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Declaration on US-Pacific islands partnership lists 11 priorities


American Samoa Delegate Amata Coleman Radewagen and Marshall Islands President David Kabua share a table at the luncheon meeting hosted by Secretary of State Antony Blinken at the White House on Sept. 28. Photo courtesy of the Office of Delegate Radewagen

By Mar-Vic Cagurangan


President Joe Biden and Pacific leaders have reached an 11-point Declaration on U.S.-Pacific Partnership that will guide the working relationship between Washington and the Blue Pacific.


“Today, in the face of a worsening climate crisis and an increasingly complex geopolitical environment, we recommit ourselves to working together in genuine partnership to address the mounting challenges of our time,” states the declaration signed on Sept. 29 by Biden and 12 Pacific island leaders, who joined the U.S.-Pacific Island Country Summit hosted by the White House.


“This joint vision will guide us as we enter the most consequential period in the history of our partnership,” states the declaration that covers a wide range of issues from climate change to regional security.


The two-day summit concluded with an agreement that regular meetings will be held “to ensure our partnership continues to deliver practical results for our people and the world.”


Secretary of State Antony J. Blinken said the summit was designed to provide Washington with a “roadmap” that will direct its future programs for the Pacific island region.


“This summit is the latest effort on the part of this administration to hear directly from you about your priorities, your ideas, your hopes for the future of the region and the world, and especially how we can work together to try to achieve them,” Blinken said during a luncheon meeting with island leaders at the Benjamin Franklin Room in the White House on Sept. 28.


“One of the messages that we’ve heard loud and clear from Pacific island leaders is that building resilience is about more than equipping communities to adapt to the effects of the climate crisis, which for many of you is an existential threat,” Blinken said.


In the declaration, U.S. and Pacific island leaders agreed to place the highest priority on the climate crisis.


“It remains the single greatest existential threat to the livelihoods, security, traditional and customary practices, and wellbeing of people in the Pacific region, including as reflected in the Boe Declaration on Regional Security,” the declaration states.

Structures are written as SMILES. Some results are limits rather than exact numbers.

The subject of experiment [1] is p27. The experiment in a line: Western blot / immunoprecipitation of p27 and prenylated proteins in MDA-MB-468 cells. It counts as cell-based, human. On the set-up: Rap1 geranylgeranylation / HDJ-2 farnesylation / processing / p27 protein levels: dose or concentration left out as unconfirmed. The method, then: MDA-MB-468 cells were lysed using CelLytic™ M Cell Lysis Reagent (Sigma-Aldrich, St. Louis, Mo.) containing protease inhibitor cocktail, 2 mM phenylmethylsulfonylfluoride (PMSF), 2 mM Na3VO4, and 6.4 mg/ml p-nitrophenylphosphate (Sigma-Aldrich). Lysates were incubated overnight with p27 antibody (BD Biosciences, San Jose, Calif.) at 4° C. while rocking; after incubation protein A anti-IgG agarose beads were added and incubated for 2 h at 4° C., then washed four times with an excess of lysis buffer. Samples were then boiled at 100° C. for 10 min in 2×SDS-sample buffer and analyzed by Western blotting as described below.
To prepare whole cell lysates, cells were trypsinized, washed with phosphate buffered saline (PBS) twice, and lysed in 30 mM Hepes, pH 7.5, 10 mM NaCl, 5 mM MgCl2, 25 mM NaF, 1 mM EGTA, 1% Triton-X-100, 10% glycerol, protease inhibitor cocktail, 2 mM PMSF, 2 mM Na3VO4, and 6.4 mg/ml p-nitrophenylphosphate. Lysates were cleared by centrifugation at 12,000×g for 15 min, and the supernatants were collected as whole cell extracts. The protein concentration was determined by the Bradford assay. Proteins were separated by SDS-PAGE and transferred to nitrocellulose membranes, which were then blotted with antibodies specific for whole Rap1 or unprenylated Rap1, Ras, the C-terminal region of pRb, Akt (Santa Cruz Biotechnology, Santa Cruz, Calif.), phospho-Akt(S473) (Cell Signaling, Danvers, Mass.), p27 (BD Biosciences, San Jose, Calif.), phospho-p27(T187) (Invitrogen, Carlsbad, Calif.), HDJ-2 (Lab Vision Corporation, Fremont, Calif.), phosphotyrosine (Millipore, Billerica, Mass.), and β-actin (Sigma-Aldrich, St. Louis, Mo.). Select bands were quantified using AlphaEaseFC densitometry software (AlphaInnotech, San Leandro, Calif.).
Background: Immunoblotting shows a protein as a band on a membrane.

The U.S. and Pacific island leaders agreed to ensure the timely completion of the negotiations on the Compacts of Free Association.


The U.S., which is separately negotiating the expiring provisions of the compact with the Federated States of Micronesia, the Marshall Islands and Palau, said it "recognizes that new resources must be part of any successful negotiation,"

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The declaration is summed up as follows:

First, we resolve to strengthen our partnership.
Second, we commit to bolstering Pacific regionalism. Third, we are committed to tackling the climate crisis together as a priority. Fourth, we are committed to enhancing our cooperation to advance economic growth and sustainable development in the Pacific. Fifth, we are committed to supporting each other to better prepare and respond to natural disasters. Sixth, we resolve to protect the Blue Pacific and enhance the laws that govern it. Seventh, we resolve to maintain peace and security across the Blue Pacific Continent. Eighth, we commit to continuing our cooperation in addressing Covid-19 concerns and other health-related issues. Ninth, we commit to expanding opportunities for all our peoples. Tenth, we reaffirm our commitment to comprehensively address the legacies of conflict and the promotion of nuclear nonproliferation. Eleventh, way forward and future implementation of the Partnership.

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“We share a vision for a resilient Pacific region of peace, harmony, security, social inclusion, and prosperity, where individuals can reach their potential, the environment can thrive, and democracy will be able to flourish,” the declaration states.


U.S. and Pacific island leaders also agreed to “forge links within the region, supporting infrastructure, transportation connectivity, cybersecurity capacities, and digital infrastructure in the Pacific.” “We will be expanding our cooperation to enhance the development of the sustainable blue economy, including small- and medium-sized enterprises, labor, forestry, fisheries, agriculture, trade, tourism, and addressing supply chains issues and food security,” the declaration states. Signatories to the declaration include the following:

Prime Minister Mark Brown of Cook Islands Prime Minister Josaia Voreqe Bainimarama of the Republic of Fiji President David W. Panuelo of the Federated States of Micronesia President Edouard Fritch of the Government of French Polynesia Charge d’Affaires Josie-Ann Dongobir of the Republic of Nauru President Louis Mapou of the Government of New Caledonia President Surangel S. Whipps, Jr. of the Republic of Palau Prime Minister James Marape of the Independent State of Papua New Guinea President David Kabua of the Republic of the Marshall Islands Prime Minister Fiamē Naomi Mata’afa of the Independent State of Samoa Prime Minister Manasseh Sogavare of Solomon Islands Prime Minister Siaosi ‘Ofakivahafolau Sovaleni of the Kingdom of Tonga Prime Minister Kausea Natano of Tuvalu President Joseph R. Biden, Jr. of the United States of America Ambassador Odo Tevi of the Republic of Vanuatu



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